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Broadbase Continues to Expand

Written By: L. Talarico
Published On: October 5 2000

Broadbase Continues to Expand
L. Talarico - October 5, 2000

Event Summary

Broadbase Software Incorporated, a CRM vendor focused on the dot-com and Fortune 1000 markets, recently purchased Servicesoft Incorporated for $645M in stock. Broadbase's current suite of applications offers primarily analytics components including a personalization/recommendation engine, campaign management, and sales order tracking. Missing from Broadbase's offering are operational components geared towards service and support. The acquisition of Servicesoft will add web-based service and support functionality to broaden Broadbase's offering and remain competitive with E.piphany, their biggest direct competitor.

Both Broadbase and E.piphany have gone through an intense period of acquisitions and alliances since late last year to become the single vendor source for both analytic and operational CRM applications. Broadbase's recent activity includes:

  • December 15, 1999 - A week after plans to acquire marketing automation vendor Rubric are announced, Broadbase makes their E-business Suite 3.3 available. The suite incorporates Rubric's campaign management software with Broadbase's customer analytics software.

  • February 22, 2000 - Broadbase partners with Art Technology Group (ATG). The two companies plan to deliver e-business applications by combining Broadbase's customer analytics and ATG's personalization engine.

  • March 28, 2000 - Broadbase agrees to acquire Aperio, Incorporated. Aperio has expertise in designing and implementing marketing automation systems in Fortune 1000 companies.

  • July 7, 2000 - Broadbase agrees to acquire Panop.com to incorporate Panop.com's real-time personalization technology into Broadbase's suite of applications. The technology is designed to work via the web, WAP (Wireless Application Protocol) devices, e-mail, and call centers.

  • August 16, 2000 - Broadbase forms an alliance with Decisionism to provide analytics for B2B e-marketplaces. The analytics applications are designed for marketplace members to analyze transactions and supply chain efficiency.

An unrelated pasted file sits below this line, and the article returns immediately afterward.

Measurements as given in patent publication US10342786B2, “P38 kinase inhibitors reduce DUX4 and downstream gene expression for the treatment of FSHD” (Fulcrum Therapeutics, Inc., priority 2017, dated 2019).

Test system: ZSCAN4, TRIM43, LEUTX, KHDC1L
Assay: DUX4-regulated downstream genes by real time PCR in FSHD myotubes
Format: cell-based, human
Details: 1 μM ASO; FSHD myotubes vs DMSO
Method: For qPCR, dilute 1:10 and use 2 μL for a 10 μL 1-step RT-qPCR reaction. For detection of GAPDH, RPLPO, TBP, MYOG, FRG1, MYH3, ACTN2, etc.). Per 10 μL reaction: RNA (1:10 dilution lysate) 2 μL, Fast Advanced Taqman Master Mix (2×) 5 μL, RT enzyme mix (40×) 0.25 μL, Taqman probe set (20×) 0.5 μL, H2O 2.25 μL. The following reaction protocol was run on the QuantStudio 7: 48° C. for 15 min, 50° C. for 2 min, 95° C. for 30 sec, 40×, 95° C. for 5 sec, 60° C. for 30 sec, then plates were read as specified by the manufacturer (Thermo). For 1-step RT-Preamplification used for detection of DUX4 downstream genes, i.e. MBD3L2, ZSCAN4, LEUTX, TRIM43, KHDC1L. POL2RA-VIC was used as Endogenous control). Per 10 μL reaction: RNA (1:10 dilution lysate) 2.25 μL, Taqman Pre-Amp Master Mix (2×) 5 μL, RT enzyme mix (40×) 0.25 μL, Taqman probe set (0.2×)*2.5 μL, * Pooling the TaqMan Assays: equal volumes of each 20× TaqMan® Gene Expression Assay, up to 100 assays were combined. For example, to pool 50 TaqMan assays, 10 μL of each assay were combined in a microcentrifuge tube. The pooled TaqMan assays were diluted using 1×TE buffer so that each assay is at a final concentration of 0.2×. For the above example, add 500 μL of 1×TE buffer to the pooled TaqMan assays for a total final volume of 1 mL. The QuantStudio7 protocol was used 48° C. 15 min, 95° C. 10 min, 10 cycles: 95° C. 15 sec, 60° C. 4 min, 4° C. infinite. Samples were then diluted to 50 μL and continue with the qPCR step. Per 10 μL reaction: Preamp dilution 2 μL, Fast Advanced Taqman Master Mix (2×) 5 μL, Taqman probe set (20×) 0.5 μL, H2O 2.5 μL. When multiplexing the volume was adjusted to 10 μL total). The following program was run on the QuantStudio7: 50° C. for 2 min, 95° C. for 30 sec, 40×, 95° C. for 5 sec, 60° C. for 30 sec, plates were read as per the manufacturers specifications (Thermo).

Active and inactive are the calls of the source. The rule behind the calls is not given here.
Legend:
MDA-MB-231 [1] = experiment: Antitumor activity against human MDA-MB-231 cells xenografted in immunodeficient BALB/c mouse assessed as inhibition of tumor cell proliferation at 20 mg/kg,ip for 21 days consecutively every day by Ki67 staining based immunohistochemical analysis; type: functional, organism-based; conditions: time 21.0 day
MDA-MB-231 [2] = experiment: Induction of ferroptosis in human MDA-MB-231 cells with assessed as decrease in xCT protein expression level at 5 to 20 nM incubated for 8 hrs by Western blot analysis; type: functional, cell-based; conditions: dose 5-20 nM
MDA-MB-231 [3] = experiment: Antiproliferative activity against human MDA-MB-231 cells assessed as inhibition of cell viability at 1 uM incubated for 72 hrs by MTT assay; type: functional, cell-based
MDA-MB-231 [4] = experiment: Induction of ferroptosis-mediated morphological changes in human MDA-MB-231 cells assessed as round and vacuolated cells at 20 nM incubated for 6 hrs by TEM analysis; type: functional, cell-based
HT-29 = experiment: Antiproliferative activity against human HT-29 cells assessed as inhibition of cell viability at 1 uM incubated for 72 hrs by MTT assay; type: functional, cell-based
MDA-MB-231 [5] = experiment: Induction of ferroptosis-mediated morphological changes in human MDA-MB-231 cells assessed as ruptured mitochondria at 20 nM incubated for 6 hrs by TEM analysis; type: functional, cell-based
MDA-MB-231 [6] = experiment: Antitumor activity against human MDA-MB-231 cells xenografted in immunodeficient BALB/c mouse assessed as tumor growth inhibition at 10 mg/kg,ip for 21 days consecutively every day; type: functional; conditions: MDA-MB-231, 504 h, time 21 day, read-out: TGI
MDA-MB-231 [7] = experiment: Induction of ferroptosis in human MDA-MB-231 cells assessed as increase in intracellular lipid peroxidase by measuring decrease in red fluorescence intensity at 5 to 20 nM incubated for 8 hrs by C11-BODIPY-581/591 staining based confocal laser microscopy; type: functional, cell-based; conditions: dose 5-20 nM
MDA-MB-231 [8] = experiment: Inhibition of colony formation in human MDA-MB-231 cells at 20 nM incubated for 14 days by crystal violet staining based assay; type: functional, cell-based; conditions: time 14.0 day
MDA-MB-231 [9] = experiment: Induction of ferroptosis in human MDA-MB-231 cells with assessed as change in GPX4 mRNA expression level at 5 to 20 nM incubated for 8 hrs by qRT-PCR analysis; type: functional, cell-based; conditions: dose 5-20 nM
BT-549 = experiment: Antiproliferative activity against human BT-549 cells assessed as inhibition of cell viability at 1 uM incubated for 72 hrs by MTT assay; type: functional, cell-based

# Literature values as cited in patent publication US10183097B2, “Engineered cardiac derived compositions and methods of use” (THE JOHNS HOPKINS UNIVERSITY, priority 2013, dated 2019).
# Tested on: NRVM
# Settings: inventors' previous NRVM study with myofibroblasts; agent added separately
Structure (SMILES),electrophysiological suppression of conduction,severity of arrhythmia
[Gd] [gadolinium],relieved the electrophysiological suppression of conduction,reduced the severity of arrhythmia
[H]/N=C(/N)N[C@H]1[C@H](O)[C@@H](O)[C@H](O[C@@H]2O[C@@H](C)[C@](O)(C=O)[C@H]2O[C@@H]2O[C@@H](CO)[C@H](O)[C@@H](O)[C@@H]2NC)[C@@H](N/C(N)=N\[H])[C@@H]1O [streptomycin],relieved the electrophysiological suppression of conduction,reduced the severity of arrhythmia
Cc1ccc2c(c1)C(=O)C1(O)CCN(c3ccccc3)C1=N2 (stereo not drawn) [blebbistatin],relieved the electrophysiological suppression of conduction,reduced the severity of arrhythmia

• September 6, 2000 - Broadbase forms an alliance with Ericsson that promises to bring CRM applications to telecommunications service providers. The focus of the agreement is to develop applications for mobile users.

  • September 18, 2000 - Broadbase acquires Servicesoft.

Market Impact

A look at the press release history for the past 12 months of top CRM vendors E.piphany, Siebel, Onyx, and Broadbase indicates significant consolidation in the CRM market, and TEC believes this is just the beginning. Many organizations prefer to purchase full CRM suites from a single vendor with the functionality of best of breed applications. The easiest way for large CRM vendors to do this is to form alliances or purchase the firms that provide the functionality demanded by the market, thereby incorporating best of breed technology into their own offerings. Such agreements are often necessary because the large CRM vendors are too resource constrained to develop these applications in-house within the timeframe that the market demands.

User Recommendations

Organizations using Broadbase or Servicesoft software should question the vendor's long-term plans for the product line. TEC believes that there is more synergy than overlap with these organizations' offerings, but both vendors have personalization engines and campaign management applications. Before implementing these products ask the vendor which applications are going to be supported over the next 12 months. Furthermore if the product line is going to be simplified, find answers to the following questions:

  • Which products are going to be supported in the future?

  • How do you plan to migrate users of the discontinued product to another product?

  • Will you still offer support and maintenance for the discontinued products, and if so for how long?

Determining the long-term strategy of any CRM vendor is also beneficial before making a purchase decision. Ask the vendor what their plans are for acquisition and product development. Overly aggressive plans may indicate that the vendor is not allocating enough resources to provide service and support for their existing customer base. Conversely, overly conservative product development plans will cause the vendor's product line to become obsolete, requiring your organization to find a new vendor in the future rather than install upgrades from the current vendor.

 
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